Scholarship in innovation has increasingly sought to understand diffusion of new products by examining individual consumer behaviour processes (Alexander, Lynch, and Wang, 2008; Hoeffler 2003; Moreau, Lehman, and Markman, 2001), whereby an innovation is only new if it is perceived to be new by consumers (Rogers 2003). But how new is “new”? Or, in terms of this study’s focus, how innovative is an innovation? Currently, the literature contains neither complete agreement as to how to define and measure perceived innovativeness nor an existing model of its antecedents and consequences. This study addresses two main research questions: (1) What is perceived innovativeness and how should researchers define, conceptualize and measure it? and (2) What are the antecedents and consequences of perceived innovativeness, defined here as Consumer Perception of Product Innovativeness (CPPI), and how can the relevant constructs be put together into a logical and useful theory? This study contributes to the literature on innovation management by addressing calls from significant and highly cited studies in the field to “… examine the dimensions and effects of the newness of products to their prospective customers.” (Danneels and Kleinschmidt, 2001, p.371).To gain a deeper understanding of the consumer’s perspective and to specify the domain of the construct, the first step of this research comprised qualitative interviews with 20 consumers. Respondents were interviewed to ascertain what they understood innovativeness to be and what makes a product innovative to consumers. Specifically, the qualitative interviews suggest that innovativeness is more than just newness, contrary to some prior research. Thus, a true innovation not only has to be new but also must offer a significant improvement to consumers, and must extend beyond a purely cognitive set of dimensions. It was also found that consumers seemed to rate technology newness as an important influencer of CPPI. To follow up the qualitative study a pilot study was then conducted based on a questionnaire administered to 104 students, quantitatively examining the constructs highlighted by the qualitative research. A big question that remains unanswered is whether and which of these dimensions and related constructs are part of the definition of an innovation, or are better conceived of as proximal antecedents and proximal consequences. That is, the concept of an innovation can be conceived of as a multidimensional construct, or a core unidimensional construct surrounded in its nomological net by proximal antecedents and proximal consequences. Using structural equation modeling the evidence suggests CPPI is a distinct unidimensional construct, explained largely by the three proximal antecedents of perceived concept newness, perceived relative advantage, and perceived technological newness, contrary to some studies in the literature. The initial model was then extended to provide a more complete understanding of the key antecedents and key consequences of CPPI and key moderating factors. It was also tested on 826 consumers using a national panel from a commercial market research organization. To extend the analysis, consumer evaluations of innovations were modeled by decomposing attitudes into their hedonic and utilitarian components, and to complete the hierarchy of effects, the effect of attitudes upon purchase intention. Therefore, this study builds on prior literature by measuring consumers’ affective response to innovative products using an established measurement framework (HED-UT), and by viewing these affect variables as a consequence of perceived innovativeness, rather than a dimension of perceived innovativeness, as has been the dominant view in prior, yet untested research. Key moderators are also tested using structural equation modeling.The findings from this research suggest that CPPI is a unidimensional abstract concept, not a multidimensional concept as much past research implies. This study also shows that consumers evaluate innovations along affective dimensions rather than solely along rational dimensions such as how much time and money it saves, and that affect is a consequence of CPPI rather than a dimension of CPPI. Therefore, the model in this study also implies managers can try to influence CPPI through their marketing communications by attempting to raise CPPI’s antecedents. Overall, the theory allows for a new operational definition for CPPI, defined as consumers’ overall innovativeness assessment, resulting from perceptions of product concept newness, technology newness, and relative advantage, and influencing consumer utilitarian (cognitive) and hedonic (emotional) response. A key finding of this research relates to the dimensionality of CPPI. The literature contains fragmented definitions of the construct. However, one theme is that innovativeness equates with newness (Hoeffler, 2003). The findings from our study show that perceived “concept newness” is indeed a key proximal antecedent of CPPI, although newness is not a sufficient condition. Other constructs, including perceived relative advantage and perceived technology newness, are also important, and these three constructs together offer a richer explanation of variance in CPPI. In sum, this article presents a theory of consumer perception of product innovativeness, starting with introducing the term consumer perceived product innovativeness.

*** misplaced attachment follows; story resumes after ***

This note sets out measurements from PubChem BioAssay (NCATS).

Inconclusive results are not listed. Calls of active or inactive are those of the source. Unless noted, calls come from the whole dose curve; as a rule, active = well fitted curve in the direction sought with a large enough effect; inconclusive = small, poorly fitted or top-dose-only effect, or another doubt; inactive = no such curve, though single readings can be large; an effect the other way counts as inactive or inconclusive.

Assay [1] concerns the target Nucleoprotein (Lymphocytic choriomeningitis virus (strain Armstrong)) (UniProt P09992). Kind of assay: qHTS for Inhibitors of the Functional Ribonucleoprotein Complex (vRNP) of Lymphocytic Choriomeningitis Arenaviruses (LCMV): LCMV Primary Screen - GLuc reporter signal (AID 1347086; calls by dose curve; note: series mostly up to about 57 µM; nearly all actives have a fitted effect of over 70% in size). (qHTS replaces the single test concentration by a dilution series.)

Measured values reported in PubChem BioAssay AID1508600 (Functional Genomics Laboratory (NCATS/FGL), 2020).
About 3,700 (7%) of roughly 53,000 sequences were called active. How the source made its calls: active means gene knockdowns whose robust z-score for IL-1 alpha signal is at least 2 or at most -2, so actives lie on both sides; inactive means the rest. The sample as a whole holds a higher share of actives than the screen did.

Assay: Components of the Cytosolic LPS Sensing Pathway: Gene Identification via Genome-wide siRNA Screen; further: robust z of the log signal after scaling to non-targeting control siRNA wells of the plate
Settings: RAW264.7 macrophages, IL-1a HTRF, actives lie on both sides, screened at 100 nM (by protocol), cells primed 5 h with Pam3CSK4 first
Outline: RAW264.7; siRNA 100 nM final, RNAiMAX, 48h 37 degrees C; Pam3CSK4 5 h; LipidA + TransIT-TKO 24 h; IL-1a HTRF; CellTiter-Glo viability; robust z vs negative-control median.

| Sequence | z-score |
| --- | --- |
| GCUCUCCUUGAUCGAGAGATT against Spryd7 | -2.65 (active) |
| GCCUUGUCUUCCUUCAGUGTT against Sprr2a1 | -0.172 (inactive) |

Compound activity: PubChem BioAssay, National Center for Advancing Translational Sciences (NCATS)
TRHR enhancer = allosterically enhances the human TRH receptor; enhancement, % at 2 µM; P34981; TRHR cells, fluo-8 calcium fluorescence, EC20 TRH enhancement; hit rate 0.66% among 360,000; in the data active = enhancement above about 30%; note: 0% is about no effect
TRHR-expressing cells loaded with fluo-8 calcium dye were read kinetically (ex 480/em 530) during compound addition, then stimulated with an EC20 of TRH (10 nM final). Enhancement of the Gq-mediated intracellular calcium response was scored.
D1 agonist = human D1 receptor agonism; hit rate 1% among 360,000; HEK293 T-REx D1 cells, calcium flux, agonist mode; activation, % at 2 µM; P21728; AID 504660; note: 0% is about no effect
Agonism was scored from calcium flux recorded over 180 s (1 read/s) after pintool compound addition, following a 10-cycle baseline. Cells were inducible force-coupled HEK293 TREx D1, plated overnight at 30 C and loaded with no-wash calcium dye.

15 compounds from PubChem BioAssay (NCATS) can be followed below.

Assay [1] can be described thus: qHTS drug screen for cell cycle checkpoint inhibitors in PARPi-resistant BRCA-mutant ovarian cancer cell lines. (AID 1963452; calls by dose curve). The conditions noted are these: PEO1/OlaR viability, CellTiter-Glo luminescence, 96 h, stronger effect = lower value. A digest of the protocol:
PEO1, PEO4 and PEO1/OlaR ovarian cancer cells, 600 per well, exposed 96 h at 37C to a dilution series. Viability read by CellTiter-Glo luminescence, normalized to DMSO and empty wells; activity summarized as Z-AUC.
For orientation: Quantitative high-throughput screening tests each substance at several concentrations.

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- Antecedents and Consequences of Consumer Perception of Product Innovativeness